You might confuse purple dead nettle with its close cousin, henbit. Henbit, or Lamium amplexicaule, is also a winter annual weed. It’s common to see purple dead nettle and henbit growing side by side. Their flowers and leaves have slight variations that make them possible to distinguish from each other.
Henbit’s leaves are rounder, where purple dead nettle’s are triangular, with a purple hint near the top and a distinct fuzziness compared to henbit’s greener leaves. Henbit’s flowers are also a darker purple with a more tubular shape. Telling the two apart is not a priority for most garden and lawn owners — both are invasive weeds requiring prevention and elimination.
The best strategy is to prevent purple dead nettle by maintaining a full, healthy lawn or garden. A thick lawn of desirable plants, such as grass, will leave no room for dead nettle to germinate and spread. Promoting lawn health takes focused effort year-round, and you may find professional lawn care services are a big help. Here are some of the strategies for keeping your lawn full and healthy:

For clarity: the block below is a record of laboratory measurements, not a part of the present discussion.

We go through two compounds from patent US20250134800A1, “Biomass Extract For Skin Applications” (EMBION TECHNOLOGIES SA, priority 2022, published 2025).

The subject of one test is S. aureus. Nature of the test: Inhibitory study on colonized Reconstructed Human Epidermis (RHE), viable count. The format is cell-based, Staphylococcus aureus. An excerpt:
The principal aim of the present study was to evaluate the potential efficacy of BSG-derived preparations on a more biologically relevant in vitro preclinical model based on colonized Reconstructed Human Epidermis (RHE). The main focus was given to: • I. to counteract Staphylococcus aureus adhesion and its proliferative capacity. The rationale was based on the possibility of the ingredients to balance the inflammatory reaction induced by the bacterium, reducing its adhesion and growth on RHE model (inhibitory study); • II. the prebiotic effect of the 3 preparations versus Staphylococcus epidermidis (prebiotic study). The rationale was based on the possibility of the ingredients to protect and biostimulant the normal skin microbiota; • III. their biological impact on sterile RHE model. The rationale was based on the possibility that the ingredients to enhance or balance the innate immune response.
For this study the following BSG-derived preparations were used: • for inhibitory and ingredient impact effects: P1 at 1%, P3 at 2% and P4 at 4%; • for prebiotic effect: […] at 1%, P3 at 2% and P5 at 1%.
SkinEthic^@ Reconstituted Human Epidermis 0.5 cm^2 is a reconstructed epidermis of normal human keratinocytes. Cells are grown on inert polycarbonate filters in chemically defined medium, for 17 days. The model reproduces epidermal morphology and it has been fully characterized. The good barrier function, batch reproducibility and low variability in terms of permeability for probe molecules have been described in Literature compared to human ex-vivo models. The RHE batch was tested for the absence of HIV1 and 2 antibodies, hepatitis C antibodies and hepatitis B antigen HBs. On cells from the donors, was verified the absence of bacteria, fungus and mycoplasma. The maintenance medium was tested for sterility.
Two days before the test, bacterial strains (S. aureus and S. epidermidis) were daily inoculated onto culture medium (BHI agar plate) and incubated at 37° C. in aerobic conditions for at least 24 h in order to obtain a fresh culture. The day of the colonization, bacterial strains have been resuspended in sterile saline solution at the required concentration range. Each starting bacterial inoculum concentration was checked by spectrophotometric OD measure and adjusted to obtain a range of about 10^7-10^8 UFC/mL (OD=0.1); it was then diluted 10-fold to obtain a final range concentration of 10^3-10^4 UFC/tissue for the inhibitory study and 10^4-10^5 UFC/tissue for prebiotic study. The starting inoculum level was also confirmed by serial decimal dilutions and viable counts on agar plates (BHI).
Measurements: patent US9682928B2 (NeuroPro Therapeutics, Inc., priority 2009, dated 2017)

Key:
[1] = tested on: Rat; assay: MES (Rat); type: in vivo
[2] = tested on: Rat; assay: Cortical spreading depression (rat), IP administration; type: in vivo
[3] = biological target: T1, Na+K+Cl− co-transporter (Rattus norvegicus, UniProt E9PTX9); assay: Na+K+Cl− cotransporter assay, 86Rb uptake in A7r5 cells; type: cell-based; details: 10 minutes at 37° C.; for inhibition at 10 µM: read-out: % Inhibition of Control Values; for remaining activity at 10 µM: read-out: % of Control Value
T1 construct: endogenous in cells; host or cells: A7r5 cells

Fertilizing your lawn helps maintain a thick, full carpet of grass and other desired plants. Keep in mind, some fertilizers can lead to nutrient pollution in waterways, so it’s important to seek eco-safe fertilizer with organic materials.
Aeration and seeding provide the best canvas for your grass to grow thick and healthy, creating a barrier against weeds. For desired results, seek a professional aeration and seeding service.
Pest control is crucial for promoting lawn health. Certain pests attack grassroots and create dirt patches — ideal for weeds to germinate. Other pests, like fleas and ticks, present health concerns for kids and pets. Use pest control services for your property to get both a safer and better-looking lawn.